translated by Damion Searls
Dalkey Archive ($12.95)
by Alison Barker
In Aliss at the Fire, Norwegian writer Jon Fosse has created a deceptively slim (100 pages) novel that unequivocally calls bullshit on the conventional wisdom that if you wait long enough, time will heal the pain of grief. Over twenty years ago, Signe’s husband Asle rowed out onto the fjord one dark, cold October evening, and he never came back. Signe? She waits. And waits.
Time does nothing but fuel Signe's longing and confusion—her anguished thoughts have conjured other past tragedies so that she shares her husband’s ancestral home with a giant, swirling collage of sad ghosts. “It’s she and he who live there, no one else lives there, she thinks . . . just the two of them.” And yet, she watches his dead relatives traipse around the house, re-enacting past tragedies in kaleidoscopic array: the night that a great uncle goes out into his small boat and drowns, and the night Asle’s great-grandfather plays by the fire and tumbles off the pier as his mother, Aliss, scrambles to save him.
Textually, Fosse encloses the reader in Signe’s cyclone: sentences run on for pages, indirect pronouns float far from their objects, and Signe’s speech often slips into others’ perspectives. Past inhabitants of the house emerge mid-sentence amidst internal monologues which trace and re-trace the events of her husband’s disappearance: “she sees herself standing there in front of the window and looking out and then she sees, lying there on the bench, Aliss take Kristoffer off her breast.”
Fosse seems to be saying that loss is not something to forget and heal from, but a trapdoor into the time-space continuum. Signe is tethered no longer to her husband, but to the mystery of a husband she never quite understood, and to the “immeasurable depths” of the fjord where he perished. To some extent, this is a story of what happens when one person in a codependent relationship dies— the survivor wanders around talking to herself, senselessly repeating tasks for her absent other half. Signe can’t quite figure out where her memories of Asle end and she begins—she chants unconvincingly: “she is she. And he is he.” She doesn't stop trying, though. She constantly interrupts her memories to regain control over them. She blurts out, “just stay gone.”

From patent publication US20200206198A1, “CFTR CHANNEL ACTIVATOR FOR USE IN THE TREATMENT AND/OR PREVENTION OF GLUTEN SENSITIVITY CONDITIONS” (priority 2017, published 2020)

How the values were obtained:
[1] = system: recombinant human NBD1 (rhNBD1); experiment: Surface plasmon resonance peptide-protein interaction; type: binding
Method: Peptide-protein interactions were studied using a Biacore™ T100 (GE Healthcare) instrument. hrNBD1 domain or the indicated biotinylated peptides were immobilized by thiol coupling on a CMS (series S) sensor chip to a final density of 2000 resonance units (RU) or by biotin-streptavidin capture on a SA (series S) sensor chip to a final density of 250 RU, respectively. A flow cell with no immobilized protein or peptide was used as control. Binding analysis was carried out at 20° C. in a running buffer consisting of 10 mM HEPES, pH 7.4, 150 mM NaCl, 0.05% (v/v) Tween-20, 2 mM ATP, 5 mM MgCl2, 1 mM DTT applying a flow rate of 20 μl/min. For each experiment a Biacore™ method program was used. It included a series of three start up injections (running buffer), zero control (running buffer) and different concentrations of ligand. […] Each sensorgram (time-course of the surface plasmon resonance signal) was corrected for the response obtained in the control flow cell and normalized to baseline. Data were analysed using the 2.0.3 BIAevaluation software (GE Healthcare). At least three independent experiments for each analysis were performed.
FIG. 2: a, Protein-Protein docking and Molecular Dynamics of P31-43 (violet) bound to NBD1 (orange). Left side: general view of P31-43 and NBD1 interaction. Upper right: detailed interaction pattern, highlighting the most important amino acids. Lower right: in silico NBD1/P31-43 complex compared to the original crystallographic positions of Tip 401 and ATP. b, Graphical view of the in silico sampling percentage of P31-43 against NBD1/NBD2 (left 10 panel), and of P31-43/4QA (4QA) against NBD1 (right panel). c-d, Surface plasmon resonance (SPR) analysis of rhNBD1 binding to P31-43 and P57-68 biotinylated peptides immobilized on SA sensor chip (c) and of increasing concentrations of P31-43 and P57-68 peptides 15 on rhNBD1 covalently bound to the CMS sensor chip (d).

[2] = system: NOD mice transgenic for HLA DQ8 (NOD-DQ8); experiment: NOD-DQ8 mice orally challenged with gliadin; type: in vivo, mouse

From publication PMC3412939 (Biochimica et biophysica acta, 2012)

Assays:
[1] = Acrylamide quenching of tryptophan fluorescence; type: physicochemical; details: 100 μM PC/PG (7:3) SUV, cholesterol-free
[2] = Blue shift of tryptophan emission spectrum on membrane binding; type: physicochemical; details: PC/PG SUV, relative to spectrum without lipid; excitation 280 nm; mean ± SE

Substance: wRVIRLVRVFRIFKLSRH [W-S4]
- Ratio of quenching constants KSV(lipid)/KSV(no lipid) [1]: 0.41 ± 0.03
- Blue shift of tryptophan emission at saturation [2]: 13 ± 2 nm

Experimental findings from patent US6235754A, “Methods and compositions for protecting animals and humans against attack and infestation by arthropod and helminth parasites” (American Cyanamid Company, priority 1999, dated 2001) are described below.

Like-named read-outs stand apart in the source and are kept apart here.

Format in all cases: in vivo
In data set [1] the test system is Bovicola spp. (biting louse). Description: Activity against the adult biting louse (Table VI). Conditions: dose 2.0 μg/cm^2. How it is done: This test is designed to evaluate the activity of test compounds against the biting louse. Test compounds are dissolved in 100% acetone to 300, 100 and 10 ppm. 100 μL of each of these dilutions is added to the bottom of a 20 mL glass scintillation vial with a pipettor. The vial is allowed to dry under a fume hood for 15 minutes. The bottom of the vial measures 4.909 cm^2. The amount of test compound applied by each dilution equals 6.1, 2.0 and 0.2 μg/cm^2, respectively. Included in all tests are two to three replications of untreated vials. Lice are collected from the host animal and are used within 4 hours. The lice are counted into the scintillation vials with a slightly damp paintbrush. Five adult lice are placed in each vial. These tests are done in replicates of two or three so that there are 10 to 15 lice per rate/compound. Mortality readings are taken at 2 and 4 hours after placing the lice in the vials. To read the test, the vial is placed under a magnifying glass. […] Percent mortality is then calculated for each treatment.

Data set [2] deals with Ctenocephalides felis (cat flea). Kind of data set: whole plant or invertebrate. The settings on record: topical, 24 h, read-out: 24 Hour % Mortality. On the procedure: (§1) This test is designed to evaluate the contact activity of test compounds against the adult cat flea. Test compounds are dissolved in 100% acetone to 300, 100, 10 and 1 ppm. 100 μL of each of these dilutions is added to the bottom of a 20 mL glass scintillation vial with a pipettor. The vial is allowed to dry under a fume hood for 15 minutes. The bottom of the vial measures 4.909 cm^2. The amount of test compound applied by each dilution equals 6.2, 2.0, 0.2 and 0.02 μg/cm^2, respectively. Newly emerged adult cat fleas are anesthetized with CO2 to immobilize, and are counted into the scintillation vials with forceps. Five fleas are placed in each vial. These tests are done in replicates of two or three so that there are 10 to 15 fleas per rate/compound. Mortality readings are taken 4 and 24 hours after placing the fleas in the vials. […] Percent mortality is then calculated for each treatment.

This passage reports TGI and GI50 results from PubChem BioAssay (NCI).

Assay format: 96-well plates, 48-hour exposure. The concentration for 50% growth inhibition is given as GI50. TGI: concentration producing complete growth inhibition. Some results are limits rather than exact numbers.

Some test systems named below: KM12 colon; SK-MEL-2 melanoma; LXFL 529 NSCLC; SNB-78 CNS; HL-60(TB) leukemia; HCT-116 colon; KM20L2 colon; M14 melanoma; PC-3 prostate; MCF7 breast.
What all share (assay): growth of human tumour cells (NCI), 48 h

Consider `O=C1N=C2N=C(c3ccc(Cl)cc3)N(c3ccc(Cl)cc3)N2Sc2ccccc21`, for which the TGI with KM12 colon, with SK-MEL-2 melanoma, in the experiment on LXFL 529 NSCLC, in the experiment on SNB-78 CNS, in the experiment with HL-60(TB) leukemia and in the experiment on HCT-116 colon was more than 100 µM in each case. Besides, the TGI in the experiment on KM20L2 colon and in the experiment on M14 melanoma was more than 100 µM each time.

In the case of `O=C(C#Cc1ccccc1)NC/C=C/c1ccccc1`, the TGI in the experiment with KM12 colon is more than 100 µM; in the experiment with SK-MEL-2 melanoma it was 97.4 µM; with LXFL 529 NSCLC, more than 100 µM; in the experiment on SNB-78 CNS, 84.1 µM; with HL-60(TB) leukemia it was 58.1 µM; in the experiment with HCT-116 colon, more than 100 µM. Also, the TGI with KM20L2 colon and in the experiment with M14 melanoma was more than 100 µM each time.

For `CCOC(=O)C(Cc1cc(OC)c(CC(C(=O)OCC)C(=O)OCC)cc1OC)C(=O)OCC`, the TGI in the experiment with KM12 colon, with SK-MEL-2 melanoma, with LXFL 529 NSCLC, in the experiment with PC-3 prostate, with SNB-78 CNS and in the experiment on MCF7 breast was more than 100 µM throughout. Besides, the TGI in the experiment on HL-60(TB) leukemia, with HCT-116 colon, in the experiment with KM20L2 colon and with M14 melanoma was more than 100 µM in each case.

Dalkey Archive, who also published his Melancholy (2006), situates Fosse next to Bernhard and Beckett on the literary family tree, and as a dramatist, he’s often lumped with fellow countryman Ibsen. But Fosse gnaws at words, while Ibsen embroiders. His circling repetition better recalls Harold Pinter, whose characters' sparse phrases collide repeatedly until emotional truths surface.
Unlike other stories about women defined by their desire, Aliss at the Fire is remarkable because female longing propels a quest to accept mysteries of the past. Fosse presents grieving as a painful act of self-determination, more healing than any greeting card platitude can offer. Bruise yourself with this book in small doses, and once it's finished with you—though it never really ends, as evidenced by the missing period at the end— a small, deep ache will persist.
Rain Taxi Online Edition, Fall 2010 | © Rain Taxi, Inc. 2010